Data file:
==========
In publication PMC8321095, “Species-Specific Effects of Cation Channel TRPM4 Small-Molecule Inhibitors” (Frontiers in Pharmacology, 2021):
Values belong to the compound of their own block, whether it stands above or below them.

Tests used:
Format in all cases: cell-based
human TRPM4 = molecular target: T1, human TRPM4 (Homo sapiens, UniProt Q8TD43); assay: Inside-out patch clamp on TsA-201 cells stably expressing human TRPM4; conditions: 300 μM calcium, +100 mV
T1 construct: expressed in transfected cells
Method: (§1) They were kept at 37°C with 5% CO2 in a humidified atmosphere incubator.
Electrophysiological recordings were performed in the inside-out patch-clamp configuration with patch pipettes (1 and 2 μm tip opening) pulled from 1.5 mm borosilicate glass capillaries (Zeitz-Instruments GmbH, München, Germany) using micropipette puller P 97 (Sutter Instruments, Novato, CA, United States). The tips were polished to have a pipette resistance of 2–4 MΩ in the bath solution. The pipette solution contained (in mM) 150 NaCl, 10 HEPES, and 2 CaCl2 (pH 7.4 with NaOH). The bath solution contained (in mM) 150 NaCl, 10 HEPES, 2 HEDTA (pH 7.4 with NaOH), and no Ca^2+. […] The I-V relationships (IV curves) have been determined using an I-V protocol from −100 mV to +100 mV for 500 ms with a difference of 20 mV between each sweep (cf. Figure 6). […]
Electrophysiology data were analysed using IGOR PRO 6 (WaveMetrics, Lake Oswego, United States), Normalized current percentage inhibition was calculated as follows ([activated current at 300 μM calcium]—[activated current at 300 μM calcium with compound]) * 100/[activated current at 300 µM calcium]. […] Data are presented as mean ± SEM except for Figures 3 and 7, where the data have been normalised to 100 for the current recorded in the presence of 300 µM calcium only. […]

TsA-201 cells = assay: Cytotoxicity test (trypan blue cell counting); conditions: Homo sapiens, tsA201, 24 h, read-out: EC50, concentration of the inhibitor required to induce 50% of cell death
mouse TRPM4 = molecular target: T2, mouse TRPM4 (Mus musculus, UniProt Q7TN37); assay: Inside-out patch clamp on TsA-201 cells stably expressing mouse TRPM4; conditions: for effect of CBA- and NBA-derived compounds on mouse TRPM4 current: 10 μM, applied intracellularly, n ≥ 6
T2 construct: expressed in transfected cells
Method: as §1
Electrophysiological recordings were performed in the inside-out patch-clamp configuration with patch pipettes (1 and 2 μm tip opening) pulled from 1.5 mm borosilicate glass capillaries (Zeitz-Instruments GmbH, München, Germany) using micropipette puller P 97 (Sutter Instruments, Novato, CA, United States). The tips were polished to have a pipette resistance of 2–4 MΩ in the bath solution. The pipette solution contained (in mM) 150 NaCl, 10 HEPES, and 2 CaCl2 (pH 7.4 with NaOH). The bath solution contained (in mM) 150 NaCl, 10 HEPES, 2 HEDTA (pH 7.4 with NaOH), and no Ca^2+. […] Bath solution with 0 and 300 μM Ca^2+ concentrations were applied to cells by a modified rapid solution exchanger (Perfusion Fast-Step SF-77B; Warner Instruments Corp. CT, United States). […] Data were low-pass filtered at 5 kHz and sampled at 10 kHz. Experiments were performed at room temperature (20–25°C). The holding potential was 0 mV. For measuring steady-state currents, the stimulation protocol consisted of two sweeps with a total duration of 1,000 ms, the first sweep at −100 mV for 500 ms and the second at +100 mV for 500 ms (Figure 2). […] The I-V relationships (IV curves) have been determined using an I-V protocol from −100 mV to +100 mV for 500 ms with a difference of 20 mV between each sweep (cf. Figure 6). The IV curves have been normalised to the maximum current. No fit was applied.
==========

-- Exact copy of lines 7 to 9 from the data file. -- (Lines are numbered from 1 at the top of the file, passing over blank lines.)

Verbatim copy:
Method: (§1) They were kept at 37°C with 5% CO2 in a humidified atmosphere incubator.
Electrophysiological recordings were performed in the inside-out patch-clamp configuration with patch pipettes (1 and 2 μm tip opening) pulled from 1.5 mm borosilicate glass capillaries (Zeitz-Instruments GmbH, München, Germany) using micropipette puller P 97 (Sutter Instruments, Novato, CA, United States). The tips were polished to have a pipette resistance of 2–4 MΩ in the bath solution. The pipette solution contained (in mM) 150 NaCl, 10 HEPES, and 2 CaCl2 (pH 7.4 with NaOH). The bath solution contained (in mM) 150 NaCl, 10 HEPES, 2 HEDTA (pH 7.4 with NaOH), and no Ca^2+. […] The I-V relationships (IV curves) have been determined using an I-V protocol from −100 mV to +100 mV for 500 ms with a difference of 20 mV between each sweep (cf. Figure 6). […]
Electrophysiology data were analysed using IGOR PRO 6 (WaveMetrics, Lake Oswego, United States), Normalized current percentage inhibition was calculated as follows ([activated current at 300 μM calcium]—[activated current at 300 μM calcium with compound]) * 100/[activated current at 300 µM calcium]. […] Data are presented as mean ± SEM except for Figures 3 and 7, where the data have been normalised to 100 for the current recorded in the presence of 300 µM calcium only. […]